For the second year in a row, Giant Spoon has taken home Adweek’s Experiential Agency of the Year award, also scooping up Executive of the Year and Rising Star of the Year in this year’s Adweek Experiential Awards.
Following its massive Game of Thrones experience at SXSW in March 2019, the creative agency and HBO’s mainstay production partner elevated its experiential game with more than two dozen physical events, highlighting a talent for creating narrative-led, Instagram-worthy projects.
After last year’s SXSW, Giant Spoon’s notable activations included an outdoor pop-up neighborhood for New Yorkers to watch HBO’s streaming movies, a San Diego Comic-Con activation that took attendees into the worlds of NBC sitcoms and an immersive CES experience for Westworld Season 3 themed around data privacy.
The agency was set to return to SXSW this year with an interactive Johnnie Walker cocktail activation—until the Covid-19 pandemic halted experiential marketing as we know it. Like many agencies, Giant Spoon had to lay off staff in its experiential division, which makes up 15% of its business, and halt production on physical projects in the works. But the agency hasn’t lost hope.
Co-founder Marc Simons says his team is focused on creating virtual activations for clients, and considering how to handle experiential post-pandemic.
“While this is undoubtedly a challenging time for our industry, it’s a moment to reimagine experiences to adapt to this changing world. We’re using this time to sharpen our tools so that we can craft the future of experiences—whether IRL or virtual—for the long haul,” he says. “When we do come back, it will be an opportunity for all of us to not rely on what’s been previously practiced, but to dream up what’s possible for the future.”
Experiential Executive of the Year
Since joining Giant Spoon in 2016, Patrick Jong has helped transform the agency into a leader in the experiential marketing space. The agency’s executive director of experiential has overseen Giant Spoon’s buzziest brand stunts, including fully realized worlds for Game of Thrones and Westworld at SXSW in 2018. In 2019, he led the ideation and execution of two dozen projects, including Under Armour’s Rush Performance lab in New York, where guests could participate in fitness trials from brand athletes to illustrate elements of the Rush apparel line’s fabric technology.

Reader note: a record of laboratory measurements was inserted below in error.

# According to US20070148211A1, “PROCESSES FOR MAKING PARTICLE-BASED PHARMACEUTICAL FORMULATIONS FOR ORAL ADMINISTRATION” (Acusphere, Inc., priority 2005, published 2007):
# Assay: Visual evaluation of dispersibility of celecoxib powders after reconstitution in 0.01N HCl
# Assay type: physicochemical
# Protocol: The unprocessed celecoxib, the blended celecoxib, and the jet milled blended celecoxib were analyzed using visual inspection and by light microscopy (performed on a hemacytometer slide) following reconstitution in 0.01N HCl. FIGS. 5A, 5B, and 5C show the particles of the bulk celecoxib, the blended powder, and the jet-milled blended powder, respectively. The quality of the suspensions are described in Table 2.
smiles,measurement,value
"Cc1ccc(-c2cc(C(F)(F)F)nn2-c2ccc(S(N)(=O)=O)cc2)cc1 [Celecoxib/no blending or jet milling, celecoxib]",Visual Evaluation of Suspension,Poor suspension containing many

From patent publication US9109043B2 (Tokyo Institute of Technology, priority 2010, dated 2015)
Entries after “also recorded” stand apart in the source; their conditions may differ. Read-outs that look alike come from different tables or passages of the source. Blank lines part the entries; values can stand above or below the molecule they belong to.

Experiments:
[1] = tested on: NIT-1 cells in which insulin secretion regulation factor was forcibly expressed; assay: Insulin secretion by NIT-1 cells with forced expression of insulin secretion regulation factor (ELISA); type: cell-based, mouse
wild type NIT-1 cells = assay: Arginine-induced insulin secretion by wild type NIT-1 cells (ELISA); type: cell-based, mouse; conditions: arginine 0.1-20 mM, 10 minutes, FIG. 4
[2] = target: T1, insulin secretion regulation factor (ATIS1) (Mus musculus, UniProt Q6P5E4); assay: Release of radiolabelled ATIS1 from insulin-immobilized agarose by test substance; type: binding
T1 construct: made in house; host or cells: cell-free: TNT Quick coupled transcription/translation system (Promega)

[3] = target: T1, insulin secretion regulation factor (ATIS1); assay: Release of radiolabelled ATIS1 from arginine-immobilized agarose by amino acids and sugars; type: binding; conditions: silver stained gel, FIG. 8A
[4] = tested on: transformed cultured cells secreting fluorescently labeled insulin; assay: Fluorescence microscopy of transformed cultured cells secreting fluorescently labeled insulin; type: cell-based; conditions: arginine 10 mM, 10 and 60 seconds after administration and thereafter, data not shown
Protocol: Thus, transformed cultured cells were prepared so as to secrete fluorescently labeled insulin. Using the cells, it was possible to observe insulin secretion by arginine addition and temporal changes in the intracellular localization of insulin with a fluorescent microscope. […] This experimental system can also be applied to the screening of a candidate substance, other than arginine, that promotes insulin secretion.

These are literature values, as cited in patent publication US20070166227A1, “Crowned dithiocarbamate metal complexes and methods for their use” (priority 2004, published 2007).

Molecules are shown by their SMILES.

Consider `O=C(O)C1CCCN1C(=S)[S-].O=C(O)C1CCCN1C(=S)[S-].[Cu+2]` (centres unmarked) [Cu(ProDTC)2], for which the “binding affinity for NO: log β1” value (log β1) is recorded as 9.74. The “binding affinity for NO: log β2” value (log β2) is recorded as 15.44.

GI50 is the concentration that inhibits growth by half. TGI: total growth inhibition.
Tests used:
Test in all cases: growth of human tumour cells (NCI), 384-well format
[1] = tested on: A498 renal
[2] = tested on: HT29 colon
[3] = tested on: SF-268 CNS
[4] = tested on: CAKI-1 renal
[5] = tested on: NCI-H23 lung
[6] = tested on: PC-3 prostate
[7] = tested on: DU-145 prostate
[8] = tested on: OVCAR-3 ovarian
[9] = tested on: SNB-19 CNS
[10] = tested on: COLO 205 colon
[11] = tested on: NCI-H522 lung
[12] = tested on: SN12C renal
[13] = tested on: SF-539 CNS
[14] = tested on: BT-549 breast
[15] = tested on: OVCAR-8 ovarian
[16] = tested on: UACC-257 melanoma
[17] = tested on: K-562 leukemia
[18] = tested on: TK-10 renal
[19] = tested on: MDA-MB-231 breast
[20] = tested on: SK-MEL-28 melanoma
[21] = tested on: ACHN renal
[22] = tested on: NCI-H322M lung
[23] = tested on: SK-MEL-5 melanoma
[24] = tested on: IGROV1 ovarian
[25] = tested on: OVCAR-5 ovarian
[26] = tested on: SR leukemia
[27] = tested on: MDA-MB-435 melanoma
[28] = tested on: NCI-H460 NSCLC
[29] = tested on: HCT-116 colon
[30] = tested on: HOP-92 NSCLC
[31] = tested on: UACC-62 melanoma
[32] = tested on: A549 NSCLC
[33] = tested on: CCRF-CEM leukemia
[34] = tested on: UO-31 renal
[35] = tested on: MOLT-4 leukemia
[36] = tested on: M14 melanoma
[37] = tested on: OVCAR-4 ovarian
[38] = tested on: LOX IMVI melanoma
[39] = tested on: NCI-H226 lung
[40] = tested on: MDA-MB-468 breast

From home, Jong continues to work with his team to create narrative-led experiences for the digital space, and brainstorms how experiential can fit into a post-coronavirus world.
“I’m motivating my team to stay hopeful that our expertise is still highly valuable during this time,” he says. “And we’re continuing to stay patient as we wait for the day when those talents can be applied to building the physical events we all love.”
Jong also sets aside time for himself daily and encourages his team, and all agency teams, to do the same.
“If we empower them to take time for themselves, should they need it, just as much as we empower them to fulfill their roles,” he says, “the work will be all that much stronger.”
Experiential Rising Star of the Year
As Giant Spoon’s associate account director of experiential, Victoria Sobel believes the best experiential work is produced when all agency teams are involved. Sobel, 27, says her favorite part of the job is working with a variety of people with different expertises, from internal strategists and creatives to external partners and clients.
“A collaborative environment was always a driving factor when thinking about what type of career I hoped to pursue,” she says. “For me, experiential is at the nexus of problem-solving, creativity and people.”
Before the pandemic, Sobel helped organize activations including the Westworld Season 3 promotion at CES. The show’s fictional data company, Incite, had a tech booth on the show floor and held a much-talked-about dinner themed around data privacy. She also worked with her production team to manage 10 venues participating in Under Armour’s Human Performance Summit—a four-day brand takeover of its HQ city that included keynotes and workouts with pro athletes.
As she works from home, Sobel says she’s focused on effectively managing her teams’ time, and finding the value in videoconferencing as a new norm.
“We’re now able to have more face time with clients than we typically would on a daily or weekly basis,” she says. “Status meetings that were once over a Polycom are now face to face via Google Hangouts. I don’t think we can discredit the benefit that has for client-agency relationships.”